Tag Archives: Javier Bardem

Cinema Dispatch: Holy MOTHER of Pearl!

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Mother! is owned by Paramount Pictures

Directed by Darren Aronofsky

So I guess we’re gonna have to talk about this one again, huh?  It certainly seems that everyone else is getting in on the action with various think pieces about what the movie actually means and how audiences are reacting to it, which… I guess I can’t criticize because I’m currently doing the exact same thing, but I’m still feeling a bit irksome about how much publicity this movie is getting when what I saw really didn’t merit all the hoopla.  Making matters worse is the fact that CinemaScore (a poll of general audience moviegoers) have given the film a rating of F; bringing back the tired argument about how art films are just too GOOD for mainstream audiences to understand.  I mean… sure, I’ve certainly held firmly on one side of that debate in the past (I bring up Michael Bay as often as possible), but after seeing the film itself, I just don’t think this is the one for some of the more snobby among us to lord over the undiscerning masses, because… well if you read my review, you’d know that I am rather close to absolutely hating this film; stopping just short of that due to the technical acumen, the finely tuned tension curve that’s constantly raising the stakes, and Aronfosky’s undoubtedly strong command of cinematic storytelling.  Make no mistake; this isn’t an amateur hour shit show like God’s Not Dead 2 or Incarnate.  This is a phenomenal filmmaker who tried to do something great but I feel has failed in spectacular fashion, and while I do understand the reasoning behind for softening ones opinions about a movie that genuinely tries THAT hard (the story of Icarus is usually seen to be a tragic one), I just… couldn’t.  Too much about this movie is misguided for me to want to give it much of a pass, at least as far as my own feelings on it as I think it’s STILL probably a movie worth seeing at some point even if you ultimately hate it the same way I did.  So I guess that begs the question, what is it that everyone seems to be getting out of this movie, and why do I feel it was done so poorly?

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Cinema Dispatch: Mother!

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Mother! and all the images you see in this review are owned by Paramount Pictures

Directed by Darren Aronofsky

I’ve never really been a fan of David Fincher, yet I’ve very much appreciated Aronofsky despite them sharing quite a few similarities; mostly in regards to just how dark and cynical they can be when it comes to their subject matter.  I guess Aronofsky still manages to CARE about his characters even when they’re terrible people or getting mercilessly destroyed which is something that feels absent from a lot of Fincher’s work like Fight Club or Gone Girl; both are about terrible people but never seem to get past simply PRESENTING us with their unpleasantness.  Aronofsky’s different, especially with movies like The Wrestler and Black Swan which are straight up tragedies about broken people trying desperately to get their lives together and failing miserably in the process.  Now we have Mother! which, aside from the gratuitous punctuation, seems to be in the same vein though leaning much more on horror tropes and absurd excess than a more focused psychological horror narrative and seems to be in the same vein as Noah (another one of his movies that I like) at least as far as just how far he’s willing to take the strangeness of it all.  Is this another classic to add to his already impressive catalogue, or has he made his biggest misstep since The Fountain?  Let’s find out!!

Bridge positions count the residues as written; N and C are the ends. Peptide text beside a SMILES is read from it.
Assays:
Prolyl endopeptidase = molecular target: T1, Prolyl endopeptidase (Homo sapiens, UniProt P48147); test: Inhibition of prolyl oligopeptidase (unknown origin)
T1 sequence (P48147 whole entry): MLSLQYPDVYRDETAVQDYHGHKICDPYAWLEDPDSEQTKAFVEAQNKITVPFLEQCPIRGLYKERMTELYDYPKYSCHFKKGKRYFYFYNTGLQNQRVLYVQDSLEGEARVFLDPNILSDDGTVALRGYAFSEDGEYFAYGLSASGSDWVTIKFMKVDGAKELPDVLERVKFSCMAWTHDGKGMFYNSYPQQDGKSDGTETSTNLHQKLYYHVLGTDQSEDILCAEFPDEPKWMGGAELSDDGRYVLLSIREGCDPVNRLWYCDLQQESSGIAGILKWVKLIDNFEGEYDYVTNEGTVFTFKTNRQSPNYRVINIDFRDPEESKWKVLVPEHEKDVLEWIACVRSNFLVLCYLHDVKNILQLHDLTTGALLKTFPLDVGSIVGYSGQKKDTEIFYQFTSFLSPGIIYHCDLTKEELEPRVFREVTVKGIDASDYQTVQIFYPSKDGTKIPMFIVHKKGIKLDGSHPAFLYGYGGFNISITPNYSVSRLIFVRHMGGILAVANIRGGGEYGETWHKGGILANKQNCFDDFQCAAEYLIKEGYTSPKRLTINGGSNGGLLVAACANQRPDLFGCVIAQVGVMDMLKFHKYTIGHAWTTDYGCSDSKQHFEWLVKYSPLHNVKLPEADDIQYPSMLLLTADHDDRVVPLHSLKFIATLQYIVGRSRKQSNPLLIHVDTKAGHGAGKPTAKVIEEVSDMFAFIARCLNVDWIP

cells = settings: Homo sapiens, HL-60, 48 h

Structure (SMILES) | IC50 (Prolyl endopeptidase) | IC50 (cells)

The movie begins with a HUGE spoiler, but AFTER that we follow around a woman (Jennifer Lawrence) who lives with her husband (Javier Bardem) in a REALLY nice house that is in desperate need of repair, but at least it gives Jennifer Lawrence something to do while FAMED POET JAVIER BARDEM putters around not writing anything.  Still, she seems perfectly content with her day to day life of fixing the place up and making it look more hospitable… but everything changes once some guy and his wife (Ed Harris and Michelle Pfeiffer) shows up at their doorstep and Bardem is MORE than happy to offer their house, their food, and their personal space to the couple with no consultation from Jennifer Lawrence.  Things escalate from there, but in ways I’d rather not spoil as the movie goes place you really couldn’t imagine from the trailers which sell this as a much different film.  Does Jennifer Lawrence find a way to assert herself and regain control of what is hers?  What is Javier Bardem’s deal with letting these people come in in the first place, and what ulterior motives do they have?  No seriously, Aronfosky.  What the fuck did you do here?